My idea is to get a walk by the electronics shops neighborhood and buy a 6" or an elliptic 3x5".

What to look for? What to avoid?
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Old 16th July 2017, 08:59 PM   #6
PRR is offline PRR  United States
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> for a battery portable amp.
> What to look for?


The bigger the better. You can't smack air "well" with anything less than a few feet across. That is awkward, so we compromise. But in a *battery* job, you want your compromise to favor a big air-paddle for best use of limited battery.

Next you want to avoid mass. Woofers are often loaded-down to extend bass. You want to trade-away deep bass for good midrange efficiency.

Heavy magnet is usually good, though a battery rig will be low electrical power and may not need a lot of magnet if it is used well.
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Old 17th July 2017, 01:01 PM   #7
voltwide is offline voltwide  Ireland
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For battery application I recommend Jensen MOD15. Its diameter is 6.5 inches, it is light, and not expensive. Efficiency is mediocre, but it sounds nice. A 4 Ohm Version is available as well, which gives a slight boost with battery amp.
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Old 17th July 2017, 09:16 PM   #8
Gnobuddy is offline Gnobuddy  Canada
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Quote:
Originally Posted by nRm View Post
I am not interested in brands, but characteristics, like types of cones and magnets, the tin caps or foam surrounds, etc.
I agree with almost all the posts in this thread (which is rare!).

I will add that I have had good luck with inexpensive speakers designed for P.A. use - true P.A., i.e. voice, background music, paging, and not sound-reinforcement.

The common characteristics of these types of speakers are: very thin and light paper cone; designed for full-range audio (i.e., not designed to be a woofer or midrange); high efficiency (above 90 dB/W @ 1 metre).

(By the same token: avoid plastic-cone speakers, woofers, midranges. In my experience, all these sound awful as guitar speakers.)

Keep an eye out for the fundamental resonance frequency of the speaker. If it is too high (above 100 Hz), you will get very little bass, and your guitar will sound thin.

Cheap speakers like this may not have any data sheet or specifications available, so how do you find the fundamental resonance frequency while you're in the store looking at the speaker? In that case, and assuming you have a good sense of pitch (you're a musician, you probably do!), you can use your ears: hold the speaker up close to one ear, and very gently tap with one fingertip on the edge of the dustcap, where it meets the cone.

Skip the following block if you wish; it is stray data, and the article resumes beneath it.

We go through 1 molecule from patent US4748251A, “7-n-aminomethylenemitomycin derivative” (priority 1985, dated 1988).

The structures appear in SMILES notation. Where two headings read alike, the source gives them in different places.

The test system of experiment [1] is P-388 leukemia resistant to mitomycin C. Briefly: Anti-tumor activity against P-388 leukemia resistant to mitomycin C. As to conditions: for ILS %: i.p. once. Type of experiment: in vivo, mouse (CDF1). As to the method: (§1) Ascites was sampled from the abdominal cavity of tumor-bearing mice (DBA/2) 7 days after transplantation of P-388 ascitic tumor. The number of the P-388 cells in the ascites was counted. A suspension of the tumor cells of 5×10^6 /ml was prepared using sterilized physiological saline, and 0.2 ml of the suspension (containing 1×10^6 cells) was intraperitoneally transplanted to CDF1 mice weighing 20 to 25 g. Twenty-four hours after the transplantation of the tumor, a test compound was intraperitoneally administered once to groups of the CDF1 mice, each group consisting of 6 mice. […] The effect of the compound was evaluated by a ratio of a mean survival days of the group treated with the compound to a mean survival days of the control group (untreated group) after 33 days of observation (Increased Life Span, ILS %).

You will hear a soft "thump". If that "thump" sounds deep and low (lower than the open low E string on a guitar), the speaker will be okay. If the "thump" sounds more like a thin "plink", with a much higher pitch, then it's not going to work well for guitar.

I know you mentioned using some pretty small elliptical speaker sizes. Usually, bass will be very lacking with small speakers like this. But only you know how much bass loss you are willing to tolerate.

As someone said, it is impossible to be sure how it will sound till you try it, but these rough guidelines have worked for me. I hope they work for you as well!

Just for reference, here is a link to one speaker that worked well for me:
GRS 8FR-8 Full-Range 8" Speaker Pioneer Type B20FU20-51FW (Actual resonance is 53 Hz for this one, more than enough for guitar.)

And here is a P.A. speaker which I have not tried, but I think it has a very good chance of working well for a small guitar amp: Atlas Sound SD72 8" 5 Watt Loudspeaker

(This Atlas speaker comes with a 70V audio line transformer, which you do not need; you can just remove it, or perhaps you can find a similar speaker without the attached transformer in Argentina.)

-Gnobuddy
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Old 17th July 2017, 10:00 PM   #9
Printer2 is offline Printer2  Canada
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I have used the 8" public address speaker for guitar amps. I also collected a bunch of 'hifi' speakers from the 60's and early 70's out of console and radio units. Early built car speakers (all these being single cone speakers, or sometimes with a token tweeter) built for 4W is not a bad idea.